Leadership Is No Laughing Matter

Quincy Brown


When I was a child the guys in my family would play "Double-Dog-Dare." Our version of the game had a slight twist, and we called it, “Bet I Can Make You Laugh.” The object of the game was to make a person show his teeth by laughing. If you showed your teeth, you lost the game, and there was usually some “double dog dare” that you had to perform. 
I lost several games, but the one, which I remember the most was the time, my cousin Greg “double dog dared” me to jog to the stop sign at the end of the block in the pouring rain. He added that I had to wear a towel around my neck like a cape and sing the theme song to the 1960’s Batman TV Show. That was the day that I quit playing the game. Sounds silly, doesn't it?  Who would agree to a no-win type of bet?
Recently I learned about another silly no-win bet. A bet between a publisher named Bennett Cerf and his writer friend Theo Geisel. Cerf bets that Geisel couldn’t write an entertaining children’s book using only 50 different words. This bet sounds like a double dog dare if I ever heard one.
Surprisingly, Geisel took and won the bet; the result was a little book called Green Eggs and Ham. And yes, you guess it; Geisel is better known as Theo Seuss Geisel or only Dr. Seuss. Green Eggs and Ham has sold more than 200 million copies, making it one of the best-selling children’s books in history. 
Friday, March 4 would have been Dr. Seuss’ 114th birthday. Besides having pictures for people like me to follow along with the story, Seuss’ work also provides inspiration, wisdom, and lessons for leadership and community building, even if the names of these communities are places like Whoville, Jungle of Nool, Mulberry Street, and McElligot’s Pool.
Lessons on leadership can come from the most surprising places. According to Nick Saban, the head coach of the University of Alabama Football team, “leadership is doing something to influence someone for their benefit.”  It is about having the courage to help those around us face reality, and then to mobilize others for the change. Leadership is no laughing matter. Instead, it's about leading the conversations about what’s essential to community building.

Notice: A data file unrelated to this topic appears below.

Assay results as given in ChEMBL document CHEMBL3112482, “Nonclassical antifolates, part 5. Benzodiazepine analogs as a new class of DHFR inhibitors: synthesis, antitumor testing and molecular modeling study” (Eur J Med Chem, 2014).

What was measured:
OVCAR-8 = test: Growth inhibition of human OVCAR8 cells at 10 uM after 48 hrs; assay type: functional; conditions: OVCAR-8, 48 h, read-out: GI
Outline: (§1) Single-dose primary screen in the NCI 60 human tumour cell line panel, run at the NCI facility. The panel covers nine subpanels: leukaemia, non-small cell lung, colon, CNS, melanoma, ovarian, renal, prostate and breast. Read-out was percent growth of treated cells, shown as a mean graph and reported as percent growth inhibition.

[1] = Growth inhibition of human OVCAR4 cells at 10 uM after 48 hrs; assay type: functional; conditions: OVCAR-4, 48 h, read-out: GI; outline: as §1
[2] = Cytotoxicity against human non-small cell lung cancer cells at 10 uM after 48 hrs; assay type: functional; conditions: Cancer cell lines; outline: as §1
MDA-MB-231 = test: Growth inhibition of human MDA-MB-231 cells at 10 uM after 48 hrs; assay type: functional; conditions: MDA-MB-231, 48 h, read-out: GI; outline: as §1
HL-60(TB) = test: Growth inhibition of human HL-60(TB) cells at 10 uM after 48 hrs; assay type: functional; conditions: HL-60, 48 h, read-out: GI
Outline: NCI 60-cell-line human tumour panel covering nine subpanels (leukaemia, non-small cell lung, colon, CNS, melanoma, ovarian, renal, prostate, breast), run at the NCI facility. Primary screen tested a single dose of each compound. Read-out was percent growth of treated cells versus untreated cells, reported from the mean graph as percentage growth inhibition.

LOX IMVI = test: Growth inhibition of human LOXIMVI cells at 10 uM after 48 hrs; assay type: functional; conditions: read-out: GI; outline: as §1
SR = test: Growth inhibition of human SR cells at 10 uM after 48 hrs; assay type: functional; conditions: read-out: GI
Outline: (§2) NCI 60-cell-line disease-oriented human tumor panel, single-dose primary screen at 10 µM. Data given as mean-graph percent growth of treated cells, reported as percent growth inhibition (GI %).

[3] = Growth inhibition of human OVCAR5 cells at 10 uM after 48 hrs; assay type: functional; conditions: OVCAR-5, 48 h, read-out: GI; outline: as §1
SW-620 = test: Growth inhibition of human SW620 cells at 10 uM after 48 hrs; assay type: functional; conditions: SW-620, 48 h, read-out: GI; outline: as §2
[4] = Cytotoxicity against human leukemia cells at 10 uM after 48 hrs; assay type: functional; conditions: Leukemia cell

As a lifelong UGA fan (GO DAWGS!), it pains me to talk about Saban especially after we lost the big game that shall not be named. Both UGA's coach Kirby Smart and Saban live in a world of Saturday afternoon competition, blue-chip athletes, big boosters, and managing the expectations of 18-20-year-olds and their parents, and not the communities of Seussville.
Another Dr. Seuss’s story, The Zax provides some insights into how to lead others through competing perspectives to resolve a conflict. The Zax is a story about a North-going Zax and a South-going Zax who meet in the Prairie of Prax. Both are determined to do what they have always done and go where they’ve ever gone. With neither Zax willing to change its course, they come to a face-to-face standoff.  And the world continues to go on around them, and a highway overpass is built around them as they continue their standoff.
Do you know any Zaxes? They are not just in children’s books. Perhaps one way to describe the conflicts in our communities is a clash of Zaxes, where there’s a constant battling of wills to a standoff. Unless we can have honest discussions about what's at the heart of the issues we face, such as the fear of the unknown or losing power and control, we will continue to be stuck while the world moves on around us.    
I quit playing Bet I Can Make You Laugh. I had to negotiate with some Zax-like family members who called me a killjoy for wanting to play another game. Chances are there are still a few of us who don't like being laughed at or feeling like our best efforts to create new rules is thwarted by a "heels dug in the ground" battle of wills.  My hunch is that more people want to build communities of supportive collaboration where we direct our energies toward creating highways for the greater good, rather than focusing exclusively on who owns the road.
As a superintendent who's interested in helping churches to reach the next generation through creating safe places for conversations, questioning, and understanding, I would love to hear your thoughts on how the church can assist in community building. Like Dr. Seuss’s character Horton the Elephant, I’ve tried to work hard to be “all ears,” willing to hear the smallest of voices in conversation even during Zax-like confrontations.  “A person’s a person, no matter how small,” and contrary to my family’s game, I promise not to laugh at any idea or dream about community building.  “I mean what I said, and I said what I meant. An elephant's faithful, one hundred percent!"

On the Journey,


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